Five Friday Questions with Chelsea Cook

Chelsea Cook Larae Lobdell

Chelsea Cook is a freelance costume designer, shop manager and Cornish grad. Her work has been seen at Book-It (including this past spring’s The Dog of the South), Village Theatre, ACT, Washington Ensemble Theatre and many more. Additionally, she’s building theatre’s next generation of artists through her company Little Hands Creations, which teaches sewing and crafts at local elementary schools and in weeklong summer camps. Continuing our run of local designers and tech wizards, Cook joined me for this installment of Five Friday Questions.

What’s the best performance you’ve seen lately?

It feels awful to admit that most of the time, I don’t see nearly as many shows as I should. After spending countless hours in a cocoon of a theater, forging a show, it’s so hard not to just relish in my newly open summer evenings.

That being said, Valerie Vigoda blows my mind with her performance in Ernest Shackleton Loves Me.  I designed that show so it may be a conflict of interest, but the amount of technical artistry she uses to create music tracks live onstage every performance is pretty amazing.  She loops in violin tracks, and adds drums and bass and horns and then plays and sings over all of it.

In terms of performances that I’m not totally biased towards, I think the majority of Seattle can commend Lizard Boy at the Rep for being kick ass. After working in this industry for so long, I sometimes wonder if I can truly enjoy a show after just watching it once. I’m so used to being instrumental in its production, that I don’t even know what it’s like to just get once shot at digesting a show. What if I can’t hear all the words!? What if I’m not paying close enough attention and I miss an important part of the plot?? Not a problem with Lizard Boy. The music and creative use of sound and instruments—every part of it was riveting—and although I wish I could have seen it again, it’s not because I didn’t absorb it on the first go.

Also—gotta give a quick shout out to the LARPers in Volunteer Park last weekend. Probably one of the most captivating performances I’ve seen in a long time.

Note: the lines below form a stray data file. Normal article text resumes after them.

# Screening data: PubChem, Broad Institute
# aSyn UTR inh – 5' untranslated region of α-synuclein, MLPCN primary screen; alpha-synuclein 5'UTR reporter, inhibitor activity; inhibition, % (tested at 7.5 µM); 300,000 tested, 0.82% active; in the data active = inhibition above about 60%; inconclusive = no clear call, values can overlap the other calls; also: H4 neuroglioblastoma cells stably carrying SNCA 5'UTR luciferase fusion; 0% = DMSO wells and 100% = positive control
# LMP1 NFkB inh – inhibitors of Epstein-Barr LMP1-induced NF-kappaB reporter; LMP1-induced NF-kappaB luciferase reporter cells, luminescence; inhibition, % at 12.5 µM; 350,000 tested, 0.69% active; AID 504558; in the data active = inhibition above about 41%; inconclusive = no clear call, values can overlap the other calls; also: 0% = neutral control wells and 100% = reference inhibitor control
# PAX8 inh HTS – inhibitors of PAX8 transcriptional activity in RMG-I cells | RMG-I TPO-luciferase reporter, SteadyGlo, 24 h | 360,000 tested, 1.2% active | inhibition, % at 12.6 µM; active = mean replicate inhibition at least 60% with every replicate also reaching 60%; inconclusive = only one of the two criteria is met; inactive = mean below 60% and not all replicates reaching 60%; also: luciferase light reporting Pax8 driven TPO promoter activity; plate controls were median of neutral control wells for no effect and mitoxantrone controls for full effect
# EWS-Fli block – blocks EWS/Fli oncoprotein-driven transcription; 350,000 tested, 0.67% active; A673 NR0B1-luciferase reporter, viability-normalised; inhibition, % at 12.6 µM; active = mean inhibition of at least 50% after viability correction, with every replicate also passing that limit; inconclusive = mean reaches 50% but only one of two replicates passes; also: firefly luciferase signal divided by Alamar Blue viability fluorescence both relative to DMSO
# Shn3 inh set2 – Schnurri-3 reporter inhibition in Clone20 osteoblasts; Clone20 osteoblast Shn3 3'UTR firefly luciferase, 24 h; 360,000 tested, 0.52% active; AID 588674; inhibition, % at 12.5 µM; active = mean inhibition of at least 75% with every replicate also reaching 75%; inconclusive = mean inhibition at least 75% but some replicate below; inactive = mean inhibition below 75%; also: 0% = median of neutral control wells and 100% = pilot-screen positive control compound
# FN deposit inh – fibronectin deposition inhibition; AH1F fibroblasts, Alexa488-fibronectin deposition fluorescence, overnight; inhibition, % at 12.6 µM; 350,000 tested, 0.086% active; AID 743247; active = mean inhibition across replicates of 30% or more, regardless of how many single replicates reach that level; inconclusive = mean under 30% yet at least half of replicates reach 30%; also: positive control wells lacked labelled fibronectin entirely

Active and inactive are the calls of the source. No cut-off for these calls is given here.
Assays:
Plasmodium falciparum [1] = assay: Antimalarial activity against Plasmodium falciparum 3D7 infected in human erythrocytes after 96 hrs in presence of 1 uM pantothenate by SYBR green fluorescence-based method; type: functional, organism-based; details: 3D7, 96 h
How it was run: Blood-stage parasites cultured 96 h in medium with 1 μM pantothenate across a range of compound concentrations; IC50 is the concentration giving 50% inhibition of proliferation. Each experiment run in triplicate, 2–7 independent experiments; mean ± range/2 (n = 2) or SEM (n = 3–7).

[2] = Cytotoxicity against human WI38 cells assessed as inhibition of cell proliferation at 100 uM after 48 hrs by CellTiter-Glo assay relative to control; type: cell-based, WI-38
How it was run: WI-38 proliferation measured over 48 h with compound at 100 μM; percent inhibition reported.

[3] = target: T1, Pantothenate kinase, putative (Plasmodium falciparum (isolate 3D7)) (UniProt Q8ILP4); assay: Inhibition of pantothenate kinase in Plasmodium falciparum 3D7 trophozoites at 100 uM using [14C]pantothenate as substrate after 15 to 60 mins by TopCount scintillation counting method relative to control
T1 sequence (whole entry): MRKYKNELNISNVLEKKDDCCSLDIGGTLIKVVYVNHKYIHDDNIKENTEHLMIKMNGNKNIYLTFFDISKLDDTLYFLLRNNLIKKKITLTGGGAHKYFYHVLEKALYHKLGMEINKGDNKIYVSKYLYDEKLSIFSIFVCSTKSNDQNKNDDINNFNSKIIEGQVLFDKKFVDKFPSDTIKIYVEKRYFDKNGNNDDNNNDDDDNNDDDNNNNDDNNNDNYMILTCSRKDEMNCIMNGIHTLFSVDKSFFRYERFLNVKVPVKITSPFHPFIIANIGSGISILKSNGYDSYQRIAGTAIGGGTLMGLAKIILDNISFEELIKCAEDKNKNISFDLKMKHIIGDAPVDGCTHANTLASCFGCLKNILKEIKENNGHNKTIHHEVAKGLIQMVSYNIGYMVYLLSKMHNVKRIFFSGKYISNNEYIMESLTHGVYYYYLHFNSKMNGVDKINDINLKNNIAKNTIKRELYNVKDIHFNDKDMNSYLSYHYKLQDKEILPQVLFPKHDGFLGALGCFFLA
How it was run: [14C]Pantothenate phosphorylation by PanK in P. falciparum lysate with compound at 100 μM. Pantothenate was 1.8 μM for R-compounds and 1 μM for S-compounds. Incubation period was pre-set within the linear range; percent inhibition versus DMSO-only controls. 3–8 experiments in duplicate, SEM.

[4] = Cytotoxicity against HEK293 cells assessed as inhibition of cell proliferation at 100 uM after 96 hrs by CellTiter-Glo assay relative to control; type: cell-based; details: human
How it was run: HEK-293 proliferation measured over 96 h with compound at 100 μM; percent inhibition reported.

What’s the best meal in Seattle?

This is probably the worst question for me, because I love my food overcooked and over seasoned. However, I will say that a Bloody Mary and clams at Ray’s Boathouse overlooking the water is a pretty great way to spend an afternoon.

What music gets you pumped up? What do you listen to when you’re sad?

My life is basically orchestrated by a ’60s girl group. Lately, I’ve been re-discovering a lot of music that I haven’t listened to in a while, like The Julie Ruin, Yeah Yeah Yeahs, Sufjan Stevens, Jose Gonzalez. I recently got my record player working again so I’m working through my Joni Mitchell albums again.

When I’m bummed out, I’ll listen more to Beirut or Belle and Sebastian, and when I’m pumping myself up, it’s usually something really really embarrassing like Fergie’s “Clumsy.” I’m totally going to regret putting that in print.

What’s the most crucial element of any production?

The most crucial element of a production is trust.  When everyone in the room has built the type of relationship where you can lean on each other, ask for input when you’re stumped or share a thought even if it’s out of your wheelhouse, you can feel the energy in the room change. When I’m working with a group of artists that I trust and respect, I feel better about the type of art that I can create. When lights gives input on costumes, and costumes shares an idea with scenic, and scenic has a thought about sound, when everyone helps problem solve, it’s magic.

What’s the most useful thing anyone’s taught you about working in theatre?

The most useful thing anyone has ever told me about theater is to design without limits. Don’t let a budget number or a lack of resources hinder the ideas. Bold ideas can be simplified but mediocre ideas can’t be amplified.